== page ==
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IP Routing and SwitchPort

Posted on 2014-03-31
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** If I create Vlan 10 and Vlan 20 and assign them appropriate ports.
then if I type IP Routing.
Will workstations on Vlan 10 be able to ping Vlan 20 ?
OR
Do I still  have  to create Vlan Interfaces   ?

** Let 's say I have Vlan 10 and Vlan 20 created. Nothing else created, I mean no Vlan Interfaces, No IP Routing commands typed.
I will select a port, i.e. : Interface fa0/11 (it is in Vlan 10)
and type : No Switchport
then type : Ip address 192.168.45.66
then type: No Shutdown.
What will interface fa0/11 be capable of doing ? I mean if I connect a workstation to fa0/11 , will the workstation be able to talk to every other workstation in Vlan 10 ?
If I connect fa0/11 to another switch port that is also configured with No Switchport and assigned IP address , what will this be able to do ? If I connect fa0/11 to Router port what will this be able to do…

by and large I am trying to know in what circumstances No Switchport is used

Any Help will be very much appreciated.

Thank you
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Question by:jskfan
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Craig Beck earned 2000 total points
ID: 39966946
If you enable IP routing on a switch you will need to do the following, at the very least, to get clients on different VLANs to 'see' eachother...

1] Configure a VLAN interface (commonly called SVI) and assign an IP address.
2] Configure each client to use the relevant SVI as its default-gateway.

If you put ports Fa0/10 and Fa0/11 in VLAN 10 the clients on those ports will both be in VLAN 10 and will be able to 'see' eachother without using a default-gateway (routing).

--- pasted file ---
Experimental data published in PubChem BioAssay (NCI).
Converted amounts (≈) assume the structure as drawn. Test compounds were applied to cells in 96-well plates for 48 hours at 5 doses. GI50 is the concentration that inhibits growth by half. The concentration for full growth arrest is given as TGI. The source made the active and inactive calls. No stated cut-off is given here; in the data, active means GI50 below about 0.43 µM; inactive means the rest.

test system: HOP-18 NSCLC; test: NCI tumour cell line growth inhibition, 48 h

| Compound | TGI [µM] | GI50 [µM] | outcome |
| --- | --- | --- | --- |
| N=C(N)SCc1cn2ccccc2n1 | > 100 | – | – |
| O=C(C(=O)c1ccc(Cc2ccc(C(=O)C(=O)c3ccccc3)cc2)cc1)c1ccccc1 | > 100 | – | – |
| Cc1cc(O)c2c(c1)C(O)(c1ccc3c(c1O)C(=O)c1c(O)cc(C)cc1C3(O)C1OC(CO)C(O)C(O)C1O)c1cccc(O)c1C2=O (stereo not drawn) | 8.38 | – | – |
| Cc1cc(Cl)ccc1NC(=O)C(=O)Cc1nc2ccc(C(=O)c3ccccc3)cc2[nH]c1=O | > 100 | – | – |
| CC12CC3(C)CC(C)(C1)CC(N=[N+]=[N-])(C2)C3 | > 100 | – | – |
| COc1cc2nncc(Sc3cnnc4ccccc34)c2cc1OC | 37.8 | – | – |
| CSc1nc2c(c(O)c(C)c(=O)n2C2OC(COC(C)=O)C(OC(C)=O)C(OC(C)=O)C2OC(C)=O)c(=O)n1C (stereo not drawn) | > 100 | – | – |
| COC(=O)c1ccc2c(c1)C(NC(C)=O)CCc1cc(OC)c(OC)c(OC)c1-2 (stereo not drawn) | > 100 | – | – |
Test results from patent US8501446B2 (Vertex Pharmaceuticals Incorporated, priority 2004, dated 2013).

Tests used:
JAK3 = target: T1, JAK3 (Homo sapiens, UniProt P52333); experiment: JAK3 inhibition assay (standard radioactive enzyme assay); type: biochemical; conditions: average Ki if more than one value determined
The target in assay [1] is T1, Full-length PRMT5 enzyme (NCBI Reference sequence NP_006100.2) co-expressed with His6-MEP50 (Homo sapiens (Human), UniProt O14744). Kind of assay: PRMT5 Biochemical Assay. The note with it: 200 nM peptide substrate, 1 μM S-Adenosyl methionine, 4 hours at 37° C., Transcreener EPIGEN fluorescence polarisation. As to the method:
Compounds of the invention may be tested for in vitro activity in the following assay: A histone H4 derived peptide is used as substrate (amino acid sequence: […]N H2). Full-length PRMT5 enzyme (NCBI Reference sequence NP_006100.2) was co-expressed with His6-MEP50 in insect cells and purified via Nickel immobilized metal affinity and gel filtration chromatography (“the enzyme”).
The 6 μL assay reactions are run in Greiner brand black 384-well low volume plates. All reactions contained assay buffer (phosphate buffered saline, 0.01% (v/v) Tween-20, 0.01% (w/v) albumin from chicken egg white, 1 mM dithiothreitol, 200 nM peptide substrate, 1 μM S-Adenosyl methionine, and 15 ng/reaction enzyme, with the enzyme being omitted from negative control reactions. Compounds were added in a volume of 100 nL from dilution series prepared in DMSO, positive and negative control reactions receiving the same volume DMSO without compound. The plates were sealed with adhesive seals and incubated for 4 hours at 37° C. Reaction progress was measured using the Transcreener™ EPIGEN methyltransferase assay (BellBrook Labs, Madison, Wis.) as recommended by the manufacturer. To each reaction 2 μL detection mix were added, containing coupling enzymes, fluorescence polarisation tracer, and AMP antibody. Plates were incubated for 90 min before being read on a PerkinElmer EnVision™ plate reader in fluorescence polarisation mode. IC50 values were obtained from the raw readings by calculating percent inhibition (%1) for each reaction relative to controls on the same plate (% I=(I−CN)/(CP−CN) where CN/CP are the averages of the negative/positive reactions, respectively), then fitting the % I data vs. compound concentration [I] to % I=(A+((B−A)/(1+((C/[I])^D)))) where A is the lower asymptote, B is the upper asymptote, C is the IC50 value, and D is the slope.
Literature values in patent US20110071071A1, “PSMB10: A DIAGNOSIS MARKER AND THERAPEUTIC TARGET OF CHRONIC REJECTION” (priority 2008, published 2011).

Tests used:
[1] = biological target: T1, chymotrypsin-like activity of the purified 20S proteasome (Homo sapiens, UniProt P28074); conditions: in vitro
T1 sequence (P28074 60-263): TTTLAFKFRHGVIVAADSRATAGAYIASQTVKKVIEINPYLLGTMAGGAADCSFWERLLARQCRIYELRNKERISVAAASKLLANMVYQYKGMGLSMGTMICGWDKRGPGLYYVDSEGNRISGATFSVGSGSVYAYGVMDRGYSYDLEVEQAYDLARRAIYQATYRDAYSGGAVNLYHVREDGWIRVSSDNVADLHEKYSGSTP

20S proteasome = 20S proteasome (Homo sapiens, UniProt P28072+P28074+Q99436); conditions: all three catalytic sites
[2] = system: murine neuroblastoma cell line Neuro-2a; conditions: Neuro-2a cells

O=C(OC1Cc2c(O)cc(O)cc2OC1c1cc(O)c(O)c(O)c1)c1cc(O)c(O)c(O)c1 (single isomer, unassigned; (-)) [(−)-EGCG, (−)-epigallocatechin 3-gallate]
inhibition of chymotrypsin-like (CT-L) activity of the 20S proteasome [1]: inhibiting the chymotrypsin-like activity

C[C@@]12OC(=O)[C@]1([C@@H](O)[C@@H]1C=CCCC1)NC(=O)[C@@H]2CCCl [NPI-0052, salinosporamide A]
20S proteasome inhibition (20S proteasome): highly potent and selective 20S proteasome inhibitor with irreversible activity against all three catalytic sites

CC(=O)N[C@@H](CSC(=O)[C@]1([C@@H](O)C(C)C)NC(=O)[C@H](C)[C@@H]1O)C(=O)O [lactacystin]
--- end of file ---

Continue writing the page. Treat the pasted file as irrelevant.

If you put port Fa0/10 in VLAN 10 and Fa0/11 in VLAN 20 you would need to configure as above in [1] and [2] in order for the clients to 'see' eachother.

The no switchport command is used when you want to remove the VLAN capability from a port.  In order for any traffic to go 'through' that port you must configure an IP address (generally but not always, but let's keep it simple) on the port for it to communicate with other devices.  Think of that port as a routed (like on a proper router) port.  In a Cisco router you have to assign an IP address to each physical port if you want to use it (in a simple scenario).  This is the same concept.
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by:jskfan
ID: 39972294
well..I will try to illustrate a scenario
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by:jskfan
ID: 39978924
Scenario with case1 and case2:
Let 's say we have an L3 switch with 2 VLANs , vlan10 and vlan20

Case1
-we create 2 SVIs one for vlan10 and one for vlan20, we assign 2 IPs, one for each SVI.
We type the command IP ROUTING at the global configuration of the switch.
We plug PC1 to vlan10 and PC2 to vlan20
Now PC1 should be able to communicate with  PC2

Case2
- We do not create SVIs,we just type IP ROUTING at the global configuration on the switch.
we select one interface on VLAN10 and type NO SWITCHPORT command then assign it IP Address.
we select one interface on VLAN20 and type NO SWITCHPORT command then assign it IP Address.
we connect PC1 to the port on VLAN10, (the port that we have configured with NO SWITCHPORT command and assigned IP Address).

we connect PC2 to the port on VLAN20, (the port that we have configured with NO SWITCHPORT command and assigned IP Address).
Now is PC1 going to be able to communicate with PC2 ?

Thanks
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by:Craig Beck
Craig Beck earned 2000 total points
ID: 39979378
A port with the no switchport command is not associated to a VLAN, even if you configure the port in one.  The no switchport command will negate all switchport configuration.
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by:jskfan
ID: 40017890
I've requested that this question be closed as follows:

Accepted answer: 0 points for jskfan's comment #a39978924
Assisted answer: 250 points for craigbeck's comment #a39966946
Assisted answer: 250 points for craigbeck's comment #a39979378

for the following reason:

Thank you
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by:jskfan
ID: 40017891
Thank you
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